But I (wish I) could have told you Vincent

Imagine creating art so permeable and profound it translates to a medium that won’t exist for more than a century after you create it.

Though he did not know it at the time, that’s what Vincent Van Gogh did when he painted his body of work, mostly between 1880 and 1890. Broke, unappreciated and both mentally and physically ill, Van Gogh set a standard for Post-Impressionistic painting with his bright, textured pieces including The Starry Night.

While he may have struggled to find an audience for his artwork during his short life, he found almost immediate posthumous acclaim and recently inspired a wildly popular touring show that draws thousands of people around the world.

I caught an immersive Van Gogh experience last week, and it reminded me, once again, of art’s enternal impact on the human soul. As I sat on the floor of the Lighthouse Artspace in Scottsdale, Arizona and watched some of Van Gogh’s most famous artwork fill the walls and floors around me, I thought about how daunting it must be to represent and replicate an icon’s work.

The presentation also really inspired me and made me want to go to every grade school art, band, choir, theatre and orchestra class and tell the children there to allow themselves to experience the joy of expression now, and to develop their art because its impact will go far beyond their classroom walls.

So, to every painter, photographer, writer, lyricist, musician, commedian, poet, little girl singing “Frozen” in a Ukrainian subway tunnel, I say, carry on! We need art today, and your efforts will have a lasting impact on this old world.

And, to Vincent Van Gogh, painter of 900 pieces, writer of 2,000 letters and slicer of one famous ear, I would like to say, “Your work mattered when you created it and it matters today. Thank you for the beauty, the historical relevance and the honesty of your art.”

I think Don McLean almost got it right when he wrote “Vincent”. But I believe the world was exactly meant for someone as beautiful as Van Gogh.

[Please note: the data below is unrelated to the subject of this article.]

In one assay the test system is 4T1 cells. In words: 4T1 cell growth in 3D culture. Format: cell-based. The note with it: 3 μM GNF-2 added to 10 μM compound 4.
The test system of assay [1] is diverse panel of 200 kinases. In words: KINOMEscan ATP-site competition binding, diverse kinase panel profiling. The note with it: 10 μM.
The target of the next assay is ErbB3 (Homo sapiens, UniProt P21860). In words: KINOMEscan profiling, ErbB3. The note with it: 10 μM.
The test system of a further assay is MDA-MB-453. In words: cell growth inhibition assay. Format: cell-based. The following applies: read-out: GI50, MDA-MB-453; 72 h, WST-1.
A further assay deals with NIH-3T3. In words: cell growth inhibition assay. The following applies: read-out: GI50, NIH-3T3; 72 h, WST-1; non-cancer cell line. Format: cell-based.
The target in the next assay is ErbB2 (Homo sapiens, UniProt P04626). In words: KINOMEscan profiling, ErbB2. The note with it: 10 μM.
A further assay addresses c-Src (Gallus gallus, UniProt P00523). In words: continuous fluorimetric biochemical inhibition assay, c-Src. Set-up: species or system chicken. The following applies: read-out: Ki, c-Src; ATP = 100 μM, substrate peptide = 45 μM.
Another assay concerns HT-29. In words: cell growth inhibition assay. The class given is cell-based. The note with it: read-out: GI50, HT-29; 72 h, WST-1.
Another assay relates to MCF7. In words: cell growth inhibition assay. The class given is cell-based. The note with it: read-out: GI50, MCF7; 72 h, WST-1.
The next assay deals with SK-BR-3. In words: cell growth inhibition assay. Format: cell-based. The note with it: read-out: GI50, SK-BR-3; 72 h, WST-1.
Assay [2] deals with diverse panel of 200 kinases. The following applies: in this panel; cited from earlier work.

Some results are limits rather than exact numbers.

If you’re a struggling artist and you ever pause, even for a moment, to question whether your efforts matter, consider that Van Gogh had the same insecurities and, 140 years later, his work is still impacting us all.

Paint! Write! Draw! Sing! Play on!

We will all be grateful for your efforts, now and forever.

I took this picture because I thought it was cool that this 138-year old painting looked so fresh and natural on the walls and floors of a modern gallery and I think the exit sign in the middle of the painting makes that point.
Here is my series of two young loves in the midst of a post impressionistic painting…
Cool, right?
Here’s one more. Could have taken place 130 years ago. Cool that is took place during a state-of-the-art presentation today.
Katherine happened to dress like a sunflower, which was perfect when Van Gogh’s Sunflowers became a backdrop for this picture.
Portrait of a photographer.
Reflections of Wheat Fields With Cypresses. I really loved watching this painting stretch across the walls and shiny floors of the Lighthouse Artspace.
A complicated genius who died too young. Van Gogh lives on in his original work and in the recreations that bring his canvasses to life in a whole new medium.

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